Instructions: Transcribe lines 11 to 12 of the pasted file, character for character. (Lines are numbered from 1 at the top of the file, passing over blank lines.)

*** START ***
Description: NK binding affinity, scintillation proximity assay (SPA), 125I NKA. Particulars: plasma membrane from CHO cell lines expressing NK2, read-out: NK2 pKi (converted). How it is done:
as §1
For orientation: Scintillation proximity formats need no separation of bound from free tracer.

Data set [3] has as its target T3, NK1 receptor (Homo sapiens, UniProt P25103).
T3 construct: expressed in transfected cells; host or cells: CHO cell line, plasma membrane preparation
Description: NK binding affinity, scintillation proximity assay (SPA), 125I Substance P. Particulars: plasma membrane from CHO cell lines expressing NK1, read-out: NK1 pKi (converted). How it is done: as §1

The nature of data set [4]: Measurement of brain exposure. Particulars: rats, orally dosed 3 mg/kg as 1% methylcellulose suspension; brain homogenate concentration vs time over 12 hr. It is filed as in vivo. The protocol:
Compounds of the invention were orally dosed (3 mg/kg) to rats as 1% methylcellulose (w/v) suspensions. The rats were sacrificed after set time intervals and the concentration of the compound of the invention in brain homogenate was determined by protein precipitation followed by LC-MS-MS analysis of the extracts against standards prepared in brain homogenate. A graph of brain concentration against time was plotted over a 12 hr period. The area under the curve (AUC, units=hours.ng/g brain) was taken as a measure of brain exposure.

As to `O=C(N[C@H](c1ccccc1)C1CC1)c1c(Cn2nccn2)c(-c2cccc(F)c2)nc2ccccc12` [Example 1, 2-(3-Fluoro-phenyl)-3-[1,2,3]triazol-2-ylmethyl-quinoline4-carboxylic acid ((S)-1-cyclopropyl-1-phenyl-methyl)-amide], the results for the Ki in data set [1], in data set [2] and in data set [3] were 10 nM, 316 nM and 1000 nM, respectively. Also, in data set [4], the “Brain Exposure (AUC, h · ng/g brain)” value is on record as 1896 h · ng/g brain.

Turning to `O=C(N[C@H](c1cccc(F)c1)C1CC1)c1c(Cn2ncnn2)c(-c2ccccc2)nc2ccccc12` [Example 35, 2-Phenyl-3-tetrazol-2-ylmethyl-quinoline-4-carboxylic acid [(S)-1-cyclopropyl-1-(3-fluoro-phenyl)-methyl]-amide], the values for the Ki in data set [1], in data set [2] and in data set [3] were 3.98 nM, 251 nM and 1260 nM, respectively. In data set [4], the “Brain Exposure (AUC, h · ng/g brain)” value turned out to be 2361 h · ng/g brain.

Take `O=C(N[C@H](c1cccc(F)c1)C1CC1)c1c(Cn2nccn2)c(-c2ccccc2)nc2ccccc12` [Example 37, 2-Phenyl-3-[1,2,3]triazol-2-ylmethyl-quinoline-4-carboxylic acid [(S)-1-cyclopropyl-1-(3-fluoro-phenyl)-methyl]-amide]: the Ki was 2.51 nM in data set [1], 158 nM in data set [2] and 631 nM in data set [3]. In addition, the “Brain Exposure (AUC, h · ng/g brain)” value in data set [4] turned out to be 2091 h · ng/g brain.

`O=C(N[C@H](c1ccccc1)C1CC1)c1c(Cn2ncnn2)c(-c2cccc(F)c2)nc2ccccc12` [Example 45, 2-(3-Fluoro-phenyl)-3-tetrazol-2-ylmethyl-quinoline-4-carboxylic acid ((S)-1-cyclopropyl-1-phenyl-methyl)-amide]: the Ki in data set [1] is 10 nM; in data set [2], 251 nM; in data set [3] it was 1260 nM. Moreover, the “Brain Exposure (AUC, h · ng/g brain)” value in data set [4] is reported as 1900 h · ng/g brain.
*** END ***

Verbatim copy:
Take `O=C(N[C@H](c1cccc(F)c1)C1CC1)c1c(Cn2nccn2)c(-c2ccccc2)nc2ccccc12` [Example 37, 2-Phenyl-3-[1,2,3]triazol-2-ylmethyl-quinoline-4-carboxylic acid [(S)-1-cyclopropyl-1-(3-fluoro-phenyl)-methyl]-amide]: the Ki was 2.51 nM in data set [1], 158 nM in data set [2] and 631 nM in data set [3]. In addition, the “Brain Exposure (AUC, h · ng/g brain)” value in data set [4] turned out to be 2091 h · ng/g brain.

`O=C(N[C@H](c1ccccc1)C1CC1)c1c(Cn2ncnn2)c(-c2cccc(F)c2)nc2ccccc12` [Example 45, 2-(3-Fluoro-phenyl)-3-tetrazol-2-ylmethyl-quinoline-4-carboxylic acid ((S)-1-cyclopropyl-1-phenyl-methyl)-amide]: the Ki in data set [1] is 10 nM; in data set [2], 251 nM; in data set [3] it was 1260 nM. Moreover, the “Brain Exposure (AUC, h · ng/g brain)” value in data set [4] is reported as 1900 h · ng/g brain.